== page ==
In five years I will be making enough that my husband could stay home or work part-time, plus our youngest will be in school and that means no more child-care costs...

We have written out our VERY detailed financial plan for the next five years and through retirement. The 'divorce' aspect will reverse the speeding train and get the ball rolling in the right direction.

It's sad that taxes and expenses in which the government and society have created do not fully support the traditional marriage... they punish us for having values and morals and wanting to be a traditional 'family'. They make life much easier for the 'broken' and non-traditional family... it's so backwards....

Enough stated.

Guest's picture

Where to begin I got sick 3 years ago not sure what happened but it devistated my life I had a Salon and ran a Plumbing Business and when I got sick I could not even balanced a check book. My husband saw what was happening and wanted to save himself so he went behind my back and got divorce proceedings started I found out accidently he said it was on paper only and that the state could take care of me and I could file bankruptcy and then later he would remarry me well it was not on paper only and it eneded up in our paper and all our friends and family saw it and he never got me the bank ruptcy or a paper stating he would leave everything to me when he passed on. I did not want a divorce and it mind blanked me to me he took my idenity away my independence my credit screwed because he stop paying my bills and credit cards and he said he did it all so I could get state aide that never happened he pays my insurance premium so really what did this do for us. I turned to a dear friend and became intimate with him and now Im being austrciesed by family and friends Im lost I live with the Ex but I want out how can I. I have nothing since I got sick I had to close the Salon and have no income . I have been with this man 16 years married 8 never in a million years would I have thought he would do this to me. Help anyone what can I do to better this situation.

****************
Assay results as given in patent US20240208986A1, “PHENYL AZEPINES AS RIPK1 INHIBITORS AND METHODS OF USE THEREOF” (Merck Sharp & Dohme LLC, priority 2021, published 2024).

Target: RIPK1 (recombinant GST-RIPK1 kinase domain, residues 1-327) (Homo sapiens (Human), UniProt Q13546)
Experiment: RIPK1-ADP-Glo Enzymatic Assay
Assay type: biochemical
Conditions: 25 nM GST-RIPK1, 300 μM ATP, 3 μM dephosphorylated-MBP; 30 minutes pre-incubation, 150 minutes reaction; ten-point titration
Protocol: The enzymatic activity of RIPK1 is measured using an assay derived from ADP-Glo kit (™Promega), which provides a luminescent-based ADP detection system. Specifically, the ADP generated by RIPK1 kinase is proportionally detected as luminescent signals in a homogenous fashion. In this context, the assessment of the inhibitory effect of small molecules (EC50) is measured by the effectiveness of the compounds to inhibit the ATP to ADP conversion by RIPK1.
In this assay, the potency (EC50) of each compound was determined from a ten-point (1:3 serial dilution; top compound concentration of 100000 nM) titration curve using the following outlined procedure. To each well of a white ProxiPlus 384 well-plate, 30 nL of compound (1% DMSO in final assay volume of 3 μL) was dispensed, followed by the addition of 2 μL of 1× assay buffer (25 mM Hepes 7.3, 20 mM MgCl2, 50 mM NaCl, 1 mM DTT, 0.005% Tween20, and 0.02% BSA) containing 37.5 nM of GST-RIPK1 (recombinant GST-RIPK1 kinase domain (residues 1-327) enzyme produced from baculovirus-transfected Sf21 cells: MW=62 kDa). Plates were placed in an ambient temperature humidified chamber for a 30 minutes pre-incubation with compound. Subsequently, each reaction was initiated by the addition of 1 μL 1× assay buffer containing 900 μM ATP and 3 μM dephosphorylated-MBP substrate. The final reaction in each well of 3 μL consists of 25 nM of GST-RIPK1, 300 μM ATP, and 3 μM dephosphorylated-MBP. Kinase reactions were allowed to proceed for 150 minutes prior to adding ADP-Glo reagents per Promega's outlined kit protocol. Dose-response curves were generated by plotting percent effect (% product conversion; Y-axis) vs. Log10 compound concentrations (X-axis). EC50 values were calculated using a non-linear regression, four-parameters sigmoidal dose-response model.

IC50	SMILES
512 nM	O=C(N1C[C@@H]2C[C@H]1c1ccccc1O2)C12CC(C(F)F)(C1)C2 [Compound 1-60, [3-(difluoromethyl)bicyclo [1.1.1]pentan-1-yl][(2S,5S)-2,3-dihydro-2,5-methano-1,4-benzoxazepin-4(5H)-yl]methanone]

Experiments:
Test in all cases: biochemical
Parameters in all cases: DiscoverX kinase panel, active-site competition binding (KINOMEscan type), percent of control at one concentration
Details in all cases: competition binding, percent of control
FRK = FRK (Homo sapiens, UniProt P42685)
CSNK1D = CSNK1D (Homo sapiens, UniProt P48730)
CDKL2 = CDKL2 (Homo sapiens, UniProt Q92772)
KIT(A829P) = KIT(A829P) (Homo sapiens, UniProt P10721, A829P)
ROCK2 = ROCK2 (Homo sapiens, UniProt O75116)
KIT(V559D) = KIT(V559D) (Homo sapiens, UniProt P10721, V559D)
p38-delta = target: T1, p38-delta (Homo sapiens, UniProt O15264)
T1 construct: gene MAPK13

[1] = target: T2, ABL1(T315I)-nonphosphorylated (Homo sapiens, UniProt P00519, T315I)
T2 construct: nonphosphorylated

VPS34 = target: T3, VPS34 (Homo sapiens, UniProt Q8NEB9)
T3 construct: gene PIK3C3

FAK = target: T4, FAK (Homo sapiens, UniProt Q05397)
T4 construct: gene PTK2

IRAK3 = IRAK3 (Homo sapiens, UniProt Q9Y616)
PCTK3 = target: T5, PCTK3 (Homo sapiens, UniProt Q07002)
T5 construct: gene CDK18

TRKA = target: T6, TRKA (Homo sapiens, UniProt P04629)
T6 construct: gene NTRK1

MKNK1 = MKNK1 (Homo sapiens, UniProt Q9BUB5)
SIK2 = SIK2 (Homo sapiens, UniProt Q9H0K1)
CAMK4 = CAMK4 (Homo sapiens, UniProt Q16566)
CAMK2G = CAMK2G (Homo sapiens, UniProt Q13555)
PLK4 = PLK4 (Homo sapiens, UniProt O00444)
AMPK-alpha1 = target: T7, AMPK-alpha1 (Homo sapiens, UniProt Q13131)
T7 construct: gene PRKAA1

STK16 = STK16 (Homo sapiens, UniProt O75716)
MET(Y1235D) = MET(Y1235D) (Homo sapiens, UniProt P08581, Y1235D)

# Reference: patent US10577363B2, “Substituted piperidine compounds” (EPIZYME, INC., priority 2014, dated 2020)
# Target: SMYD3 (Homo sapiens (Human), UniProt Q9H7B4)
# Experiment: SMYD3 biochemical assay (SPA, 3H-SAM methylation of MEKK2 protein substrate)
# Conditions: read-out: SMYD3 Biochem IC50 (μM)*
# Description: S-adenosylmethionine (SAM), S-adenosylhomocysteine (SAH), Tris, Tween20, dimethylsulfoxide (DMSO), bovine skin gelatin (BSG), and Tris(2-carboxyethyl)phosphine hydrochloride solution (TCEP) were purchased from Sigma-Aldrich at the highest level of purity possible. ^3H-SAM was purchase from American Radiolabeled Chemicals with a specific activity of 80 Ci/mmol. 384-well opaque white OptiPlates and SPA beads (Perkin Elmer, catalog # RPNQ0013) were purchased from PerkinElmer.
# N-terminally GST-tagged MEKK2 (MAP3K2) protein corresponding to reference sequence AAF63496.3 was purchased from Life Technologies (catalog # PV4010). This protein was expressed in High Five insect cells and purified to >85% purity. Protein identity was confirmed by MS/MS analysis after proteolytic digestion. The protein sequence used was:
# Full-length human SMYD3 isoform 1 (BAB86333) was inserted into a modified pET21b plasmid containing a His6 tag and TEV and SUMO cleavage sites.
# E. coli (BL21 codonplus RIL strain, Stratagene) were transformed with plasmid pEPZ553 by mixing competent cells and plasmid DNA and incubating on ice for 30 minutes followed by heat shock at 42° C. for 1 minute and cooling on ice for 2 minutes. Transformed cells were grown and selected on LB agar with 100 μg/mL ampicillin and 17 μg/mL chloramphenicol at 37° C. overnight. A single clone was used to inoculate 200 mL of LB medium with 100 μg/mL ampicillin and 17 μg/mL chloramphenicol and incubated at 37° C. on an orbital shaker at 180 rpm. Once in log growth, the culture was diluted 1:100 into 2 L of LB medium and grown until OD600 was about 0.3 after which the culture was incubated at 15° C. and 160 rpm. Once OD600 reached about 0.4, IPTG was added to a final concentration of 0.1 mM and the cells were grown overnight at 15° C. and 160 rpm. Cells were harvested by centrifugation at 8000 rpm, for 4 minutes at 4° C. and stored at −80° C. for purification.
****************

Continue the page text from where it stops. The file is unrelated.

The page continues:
Guest's picture